Suspending kids from school for using pot is not an effective deterrent, in fact it can lead to more — not less — use, according to a study by researchers at the University of Washington and in Australia.
Counseling and promotion of an abstinence message in schools were found to be much more effective, according to an article about the study that was published March 19 in the American Journal of Public Health.
The study, conducted in 2002 and 2003, compared drug policies at schools in Washington State and Victoria, Australia, to determine how they impacted student marijuana use.
The researchers were initially most interested in teens’ use of alcohol and cigarettes, according to a news release about the article from the University of Washington. But after Washington legalized recreational marijuana use for adults in 2012, researchers decided to reexamine the data to see how legalization might influence students in Washington versus their counterparts in Australia, where pot remains illegal, said Deborah Bach, a social science writer at the UW.
They found students attending schools with suspension policies for illicit drug use were 1.6 times more likely than their peers at schools without such policies to use marijuana in the next year. That was true for the whole student body, not just those who were suspended.
“That was surprising to us,” said co-author Richard Catalano, professor of social work and co-founder of the Social Development Research Group at the University of Washington’s School of Social Work. “It means that suspensions are certainly not having a deterrent effect. It’s just the opposite.”
This echoes reporting we did in the Kitsap Sun about student discipline in general, in which educators and child advocates from many corners said suspension and expulsion are ineffective at reversing undesirable behavior.
Conversely, in schools with policies of referring pot-using students to a school counselor, students were almost 50 percent less likely to use marijuana.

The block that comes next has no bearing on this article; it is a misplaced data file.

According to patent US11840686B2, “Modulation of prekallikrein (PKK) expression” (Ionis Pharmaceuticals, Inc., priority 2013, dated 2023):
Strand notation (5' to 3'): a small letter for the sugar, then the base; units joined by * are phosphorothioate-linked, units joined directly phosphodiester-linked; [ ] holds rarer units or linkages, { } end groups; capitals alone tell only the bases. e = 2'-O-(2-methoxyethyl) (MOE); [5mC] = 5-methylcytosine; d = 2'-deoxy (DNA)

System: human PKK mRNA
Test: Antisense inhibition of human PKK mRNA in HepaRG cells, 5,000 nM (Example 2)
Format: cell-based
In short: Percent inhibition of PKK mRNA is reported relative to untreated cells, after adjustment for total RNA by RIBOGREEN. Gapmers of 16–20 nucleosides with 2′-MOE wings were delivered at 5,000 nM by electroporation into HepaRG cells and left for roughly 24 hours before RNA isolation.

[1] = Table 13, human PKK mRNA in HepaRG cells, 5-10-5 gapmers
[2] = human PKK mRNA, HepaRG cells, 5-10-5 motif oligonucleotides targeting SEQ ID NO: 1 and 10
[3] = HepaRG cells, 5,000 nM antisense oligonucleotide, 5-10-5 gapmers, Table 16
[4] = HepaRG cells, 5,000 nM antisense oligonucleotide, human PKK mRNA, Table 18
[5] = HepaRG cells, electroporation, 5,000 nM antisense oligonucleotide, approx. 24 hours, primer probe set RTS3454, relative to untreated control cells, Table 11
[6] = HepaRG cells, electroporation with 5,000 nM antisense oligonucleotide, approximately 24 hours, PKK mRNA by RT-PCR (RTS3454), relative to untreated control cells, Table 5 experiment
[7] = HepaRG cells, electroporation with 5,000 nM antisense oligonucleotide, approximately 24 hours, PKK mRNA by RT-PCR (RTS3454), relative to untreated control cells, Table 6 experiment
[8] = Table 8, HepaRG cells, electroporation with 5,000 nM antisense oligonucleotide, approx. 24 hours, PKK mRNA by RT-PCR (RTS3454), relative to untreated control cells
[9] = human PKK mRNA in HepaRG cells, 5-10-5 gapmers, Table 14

Washington and Victoria, Australia were chosen for the study since they are similar in size and demographics, but differ considerably in their approaches to drug use among students. Washington schools, at least at the time of the study, were more likely to suspend students, call police or require offenders to attend education or cessation programs, the researchers noted, while Victoria schools emphasize “a harm-reduction approach that favors counseling.”
Researchers surveyed more than 3,200 seventh- and ninth-graders in both 2002 and 2003 about their use of marijuana, alcohol and cigarettes and also about their schools’ drug policies and enforcement. Nearly 200 school administrators were also surveyed. In both survey years, pot use was higher among the Washington students. Almost 12 percent of Washington ninth-graders had used marijuana in the past month, compared with just over 9 percent of Victoria ninth-graders, for example.
Tracy Evans-Whipp, the study’s lead author, said although the research predated Washington’s legalization, the findings show what types of school policies are most effective in discouraging teens’ use of the drug.
The study also showed “a consistent link” between increased acccess to marijuana and higher rates of self-reported use by adolescents, Bach notes.
“To reduce marijuana use among all students, we need to ensure that schools are using drug policies that respond to policy violations by educating or counseling students, not just penalizing them,” Catalano said.
Others involved in the research are are Todd Herrenkohl at the UW, Stephanie Plenty at the Centre for Health Equity Studies in Sweden and John Toumbourou at Deakin University in Australia.
Chros Henry, Kitsap Sun education reporter